Bolster, eager to demonstrate the sincerity of his feelings, agreed to do this. However, what Bolster did not know was that the hole in the cliff drained to the sea. The lovesick giant allowed his life blood to pour into the hole for hour after hour until he finally collapsed with exhaustion and died.
The truth of this tradition is maintained today not only in the earthwork at the foot of the Beacon which is known as the Bolster Bank but also in the mysterious lack of stones on one area of the Beacon, where Bolster's wife had removed them, carrying them to the summit of on the orders of her husband.
Chapel Porth can be seen to have red stained cliffs in an area on the right of the beach near a hole in the rocks which extends from the clifftop to the sea !
Cautionary tales such as the fairy revels on the Gump at St Just, which demonstrates the dangers of greed and what happens if you steal from the little people.
The small people were also believed to take children who were being neglected by their parents, not forever, but to clean and wash them in morning dew before returning them. This belief was widely held in the Land's End area. The tale of Betty Stogs and Jan the Mounster of Towednack recounts this.
Farmers had great respect for piskies. The little fellows would come to the aid of tired, hardworking farmers, by threshing their corn. One farmer observed this and the tattered condition of the clothing of his small helper, and as a thank you to the piskey, he made for him a fine suit of green cloth. The piskie, much pleased with this gift, was heard to say, "Piskie fine and piskie gay, Piskie now will fly away"(T.Q. Couch in Robert Hunt's Popular Romances of the West of England)
The devil features in many of Cornwall's folk stories. Dando, a priest in St Germans, having strayed from the moral path by indulging in earthly pleasures, found himself face to face with the devil disguised as a huntsman. His arrogance and love of alchohol took Dando straight to hell.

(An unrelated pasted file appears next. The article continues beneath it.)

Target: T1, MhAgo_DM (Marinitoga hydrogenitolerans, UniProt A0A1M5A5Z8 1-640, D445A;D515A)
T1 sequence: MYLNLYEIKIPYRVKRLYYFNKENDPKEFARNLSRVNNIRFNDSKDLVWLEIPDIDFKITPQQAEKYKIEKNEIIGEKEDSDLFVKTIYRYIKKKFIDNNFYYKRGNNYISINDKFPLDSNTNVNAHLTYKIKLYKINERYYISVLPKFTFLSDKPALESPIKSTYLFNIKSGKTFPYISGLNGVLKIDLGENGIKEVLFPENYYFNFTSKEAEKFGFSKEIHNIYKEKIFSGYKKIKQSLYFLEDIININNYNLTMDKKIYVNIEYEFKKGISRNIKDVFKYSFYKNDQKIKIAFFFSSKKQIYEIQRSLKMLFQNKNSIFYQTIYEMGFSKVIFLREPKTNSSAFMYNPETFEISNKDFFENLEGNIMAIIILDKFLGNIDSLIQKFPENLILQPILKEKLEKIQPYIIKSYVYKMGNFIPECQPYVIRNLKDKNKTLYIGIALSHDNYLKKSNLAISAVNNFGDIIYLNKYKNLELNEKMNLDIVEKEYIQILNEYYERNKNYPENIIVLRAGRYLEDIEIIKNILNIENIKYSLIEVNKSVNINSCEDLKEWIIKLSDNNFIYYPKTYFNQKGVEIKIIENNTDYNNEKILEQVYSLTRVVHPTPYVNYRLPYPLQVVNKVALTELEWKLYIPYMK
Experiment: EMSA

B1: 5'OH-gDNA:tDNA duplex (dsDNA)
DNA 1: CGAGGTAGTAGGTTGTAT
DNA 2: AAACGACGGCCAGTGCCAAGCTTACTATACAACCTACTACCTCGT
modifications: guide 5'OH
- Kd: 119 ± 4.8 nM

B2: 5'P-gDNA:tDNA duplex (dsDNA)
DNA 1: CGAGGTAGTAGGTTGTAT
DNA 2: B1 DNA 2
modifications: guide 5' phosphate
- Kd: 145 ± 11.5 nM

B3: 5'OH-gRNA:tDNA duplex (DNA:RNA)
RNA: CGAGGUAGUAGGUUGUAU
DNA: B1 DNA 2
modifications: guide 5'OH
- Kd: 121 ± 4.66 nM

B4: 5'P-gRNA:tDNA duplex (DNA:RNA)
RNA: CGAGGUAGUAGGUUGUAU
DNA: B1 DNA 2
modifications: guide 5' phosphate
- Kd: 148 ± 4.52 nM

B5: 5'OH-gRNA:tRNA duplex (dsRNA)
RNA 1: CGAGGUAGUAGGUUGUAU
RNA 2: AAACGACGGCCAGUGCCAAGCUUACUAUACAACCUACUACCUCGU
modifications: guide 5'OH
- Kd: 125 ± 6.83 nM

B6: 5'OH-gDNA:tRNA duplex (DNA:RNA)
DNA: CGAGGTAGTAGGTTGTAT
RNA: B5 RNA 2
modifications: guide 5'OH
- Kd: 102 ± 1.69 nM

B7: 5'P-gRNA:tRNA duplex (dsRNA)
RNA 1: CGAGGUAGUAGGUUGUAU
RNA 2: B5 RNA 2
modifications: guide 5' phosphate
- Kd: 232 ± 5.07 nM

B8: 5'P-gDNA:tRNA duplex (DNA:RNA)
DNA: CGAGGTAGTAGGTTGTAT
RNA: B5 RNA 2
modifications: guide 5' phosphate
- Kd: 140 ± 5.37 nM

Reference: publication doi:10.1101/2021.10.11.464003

As there are folktales in Cornwall about the devil and his demons, there are many stories too of the Saints and miraculous events. Constantine near Padstow has a holy well dedicated to St Constantine. The well had been allowed to fall to ruin by the people of the parish. During a long dry summer when crops were failing the parishioners went to their priest and begged for help and to be forgiven for their irreligious deeds.
The priest told them they must clean the holy well. They laughed at him, went away, ignoring his advice and the drought continued. Again they asked and again they ignored his reply. On the third time of asking, in desperation they took his advice and set to cleaning the well and its surroundings. As soon as the well was clean, sparkling clear water gushed from it and the people drank, washed and refreshed themselves. Soon after the skies clouded over and rain fell saving the people and their crops.
Many legends are associated with Cornwall's industries of mining, fishing and farming. Miners are said to have been superstitious about 'bullhorns' (snails), and if meeting them on their way to work, would leave them a part of their meal or some grease from their lantern for good luck.
These legends are kept alive today not only in books but also by Cornish men and women in the spoken form which is known as Droll Telling.